Make the Most of the Apple Season with Applesauce Cake
Apples are delicious, wholesome and just plain comforting. Here’s how to celebrate America’s fruit this month.
DISCLAIMER: The information in this article was fact checked and accurate at press time, but 417 Magazine cannot guarantee its accuracy indefinitely.
Pair Elizabeth Aselage’s Applesauce Cake with a cup of coffee in the morning or a scoop of ice cream for an after-dinner dessert.
As proud citizens, we know that there are certain traditions imperative to uphold in America. I’m talking about stuff like Independence Day, baseball and apple pie. If you can have a pickup game of baseball on Independence Day and then tear into an apple pie later with the team while watching fireworks, well, there’s probably nothing more American than that.
But Independence Day is over, baseball season is waning and cooler weather is upon us, which leaves our focus squarely upon apples.
And, at the end of the day, isn’t that enough? Apples are amazingly versatile. They can pull off both deliciously sweet and surprisingly savory roles (apple relish, anyone?). Their liquid game is strong, from juice to cider to vinegar.
Basically, the apple does everything. It’s the food equivalent of Benjamin Franklin. However, when an apple goes bad, there’s just no getting it back. So, to keep your apple game as on point as your patriotism, we turned to the experts.
John and Elizabeth Aselage from A&A Orchard know their apples. This makes sense, considering that, in addition to tending their orchard, they devote their time to the University of Arkansas Food Innovation Center. You can also find them at Springfield’s Farmers Market of the Ozarks and the Branson Farmers Market at the Landing. “For the common homeowner, apples will keep several weeks to even a couple of months, but apples are programmed genetically to rot or decay,” John says. “That’s how the seeds are released.”
The Aselages agree that two apples well-suited to the Ozarks’ climate are the Gold Rush and Arkansas Black varieties. Both bear well, have good disease resistance and are late-maturing, which means they will keep longer. Gold Rush is the better choice for eating, and the Arkansas Black is better to use for cooking. They warn against growing the popular and delicious Honey Crisps because the variety matures early and is a favorite for Japanese beetles, making them difficult to successfully grow in this area.
While all the different types of apples and their uses can seem a little tricky, one thing all varieties have in common is the delicious smell produced during baking. Elizabeth shared one of her favorite ways to use apples from the Aselages’ orchard.
Elizabeth’s Applesauce Cake
“This cake is super easy to make and is yummy, especially after it’s refrigerated overnight. (I did adapt this recipe from one I found in an old issue of Martha Stewart Living.) There are a few steps, but the final product is worth the effort.”—Elizabeth Aselage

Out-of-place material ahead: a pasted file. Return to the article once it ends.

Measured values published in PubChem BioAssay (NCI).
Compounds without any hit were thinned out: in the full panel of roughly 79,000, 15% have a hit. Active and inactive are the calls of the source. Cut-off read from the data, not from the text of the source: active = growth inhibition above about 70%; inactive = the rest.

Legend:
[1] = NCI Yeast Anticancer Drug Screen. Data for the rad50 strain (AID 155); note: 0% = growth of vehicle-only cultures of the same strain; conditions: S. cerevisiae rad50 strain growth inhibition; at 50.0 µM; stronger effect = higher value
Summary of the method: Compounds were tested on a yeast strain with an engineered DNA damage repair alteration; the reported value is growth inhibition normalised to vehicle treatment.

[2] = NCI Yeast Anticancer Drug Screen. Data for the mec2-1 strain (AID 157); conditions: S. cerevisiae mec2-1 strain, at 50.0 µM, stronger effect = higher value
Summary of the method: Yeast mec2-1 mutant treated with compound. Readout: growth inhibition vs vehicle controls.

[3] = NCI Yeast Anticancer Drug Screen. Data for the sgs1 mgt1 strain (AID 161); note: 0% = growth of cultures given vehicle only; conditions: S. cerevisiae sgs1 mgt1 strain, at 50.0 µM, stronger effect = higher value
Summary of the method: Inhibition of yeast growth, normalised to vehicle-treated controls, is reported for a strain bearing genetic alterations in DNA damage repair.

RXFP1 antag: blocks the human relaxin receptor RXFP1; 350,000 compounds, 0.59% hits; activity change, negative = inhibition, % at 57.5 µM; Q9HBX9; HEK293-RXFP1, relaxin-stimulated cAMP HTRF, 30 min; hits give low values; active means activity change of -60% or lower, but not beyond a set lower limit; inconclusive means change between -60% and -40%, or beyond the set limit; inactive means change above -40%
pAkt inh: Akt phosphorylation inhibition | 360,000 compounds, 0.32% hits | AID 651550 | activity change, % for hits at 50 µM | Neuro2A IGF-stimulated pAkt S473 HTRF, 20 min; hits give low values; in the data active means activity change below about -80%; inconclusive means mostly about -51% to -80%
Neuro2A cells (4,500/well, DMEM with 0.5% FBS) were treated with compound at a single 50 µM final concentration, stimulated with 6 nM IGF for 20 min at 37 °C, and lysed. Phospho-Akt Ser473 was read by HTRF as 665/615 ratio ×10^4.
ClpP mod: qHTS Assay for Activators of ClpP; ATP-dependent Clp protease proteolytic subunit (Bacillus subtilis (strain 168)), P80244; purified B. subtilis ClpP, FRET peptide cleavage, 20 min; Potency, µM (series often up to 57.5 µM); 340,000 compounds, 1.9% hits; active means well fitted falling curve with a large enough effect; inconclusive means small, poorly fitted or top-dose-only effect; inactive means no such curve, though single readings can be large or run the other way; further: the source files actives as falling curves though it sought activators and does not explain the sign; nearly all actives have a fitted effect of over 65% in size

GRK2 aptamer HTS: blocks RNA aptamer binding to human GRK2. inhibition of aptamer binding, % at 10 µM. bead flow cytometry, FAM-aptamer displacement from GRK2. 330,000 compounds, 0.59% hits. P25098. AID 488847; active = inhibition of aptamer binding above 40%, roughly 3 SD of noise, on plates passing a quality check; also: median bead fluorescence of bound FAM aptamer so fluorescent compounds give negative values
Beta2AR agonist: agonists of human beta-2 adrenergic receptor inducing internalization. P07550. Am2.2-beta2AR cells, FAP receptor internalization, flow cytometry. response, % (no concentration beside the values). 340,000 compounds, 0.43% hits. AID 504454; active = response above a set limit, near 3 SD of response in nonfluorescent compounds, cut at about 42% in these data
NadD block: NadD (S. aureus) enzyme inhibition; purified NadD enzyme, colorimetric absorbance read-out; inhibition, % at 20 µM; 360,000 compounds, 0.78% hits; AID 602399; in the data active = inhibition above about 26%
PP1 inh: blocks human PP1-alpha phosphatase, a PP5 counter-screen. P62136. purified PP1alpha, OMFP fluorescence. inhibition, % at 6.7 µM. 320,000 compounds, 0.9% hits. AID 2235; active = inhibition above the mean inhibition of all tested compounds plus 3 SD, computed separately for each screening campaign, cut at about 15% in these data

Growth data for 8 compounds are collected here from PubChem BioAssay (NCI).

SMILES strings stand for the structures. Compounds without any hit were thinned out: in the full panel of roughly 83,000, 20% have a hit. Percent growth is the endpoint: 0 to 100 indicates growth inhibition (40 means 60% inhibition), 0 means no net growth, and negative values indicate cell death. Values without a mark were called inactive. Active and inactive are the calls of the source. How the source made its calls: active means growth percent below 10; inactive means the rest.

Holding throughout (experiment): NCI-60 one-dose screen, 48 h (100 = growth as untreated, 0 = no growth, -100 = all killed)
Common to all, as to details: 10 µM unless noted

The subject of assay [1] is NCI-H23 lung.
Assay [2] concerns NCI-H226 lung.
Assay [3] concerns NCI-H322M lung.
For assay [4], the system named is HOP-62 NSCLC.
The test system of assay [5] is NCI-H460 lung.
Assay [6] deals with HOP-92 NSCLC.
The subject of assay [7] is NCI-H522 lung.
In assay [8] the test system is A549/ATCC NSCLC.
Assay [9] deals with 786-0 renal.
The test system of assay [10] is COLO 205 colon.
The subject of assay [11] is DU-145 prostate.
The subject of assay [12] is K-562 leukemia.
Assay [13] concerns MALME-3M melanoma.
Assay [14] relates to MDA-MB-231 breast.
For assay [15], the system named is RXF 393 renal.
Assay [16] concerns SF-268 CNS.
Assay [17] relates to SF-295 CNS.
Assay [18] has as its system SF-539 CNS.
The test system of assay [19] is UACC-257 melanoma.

1 cup plus 3 tablespoons butter, divided, plus butter to coat pan
2 cups plus ¼ cup granulated sugar, divided
2½ cups applesauce (see instructions below)
2¾ cups plus 3 tablespoons all-purpose flour, divided
1½ teaspoons cinnamon
½ teaspoon nutmeg
Pinch of ground cloves
Pinch of salt
1¾ teaspoon baking powder
1 cup chopped pecans or walnuts, toasted
1 teaspoon vanilla extract
2 tablespoons Calvados (a French apple brandy)
Chef’s note: I substitute our orchard apple cider.
1 large apple, peeled and very thinly sliced. Mutsu is a good variety because it keeps its body.
¼ cup light brown sugar
¼ teaspoon ground ginger
Heat oven to 325ºF. Brush a 10-inch springform pan with soft butter. Coat pan with ¼ cup sugar, lightly tapping out the excess. Set the pan aside. Combine 1 cup of the butter and the remaining sugar in the bowl of an electric mixer. Beat on medium speed, scraping down the sides of the bowl with a spatula, until the mixture is light and fluffy. Carefully fold in the applesauce. Do not overmix. In a separate bowl, sift together 2¾ cup flour, 1 teaspoon cinnamon, ¼ teaspoon nutmeg, cloves, salt and baking powder. Save remaining cinnamon and nutmeg for the topping mixture. Fold the dry ingredients and toasted nuts into the applesauce batter. Add the vanilla, Calvados (or cider) and apple slices. Mix until just combined. Transfer the batter to the prepared springform pan. In a separate, small bowl, combine the remaining 3 tablespoons butter, 3 tablespoons flour, ½ teaspoon cinnamon and ¼ teaspoon nutmeg with the brown sugar and ginger for the topping. Mix the topping ingredients with your fingers until just combined, and then sprinkle lightly over the cake batter. Place the cake in the oven and bake about 1 hour and 50 minutes. Test with a toothpick. Let stand and cool completely before serving.
Elizabeth’s Applesauce Recipe
A variety of in-season apples (Elizabeth recommends Jonathan, Melrose and Golden apple varieties because they are tart and sweet)
A few tablespoons of fresh lemon juice
Sugar to taste
Cinnamon to taste
Preheat oven to 375–400ºF. Peel and slice the apples, and then put them in a roasting pan. Cover the pan with parchment and foil and bake the apples until they are soft. Elizabeth likes her applesauce to have body, so she leave the apples fairly chunky, simply mashing them with a fork. Mix in a couple of tablespoons of lemon juice and sugar and cinnamon to taste.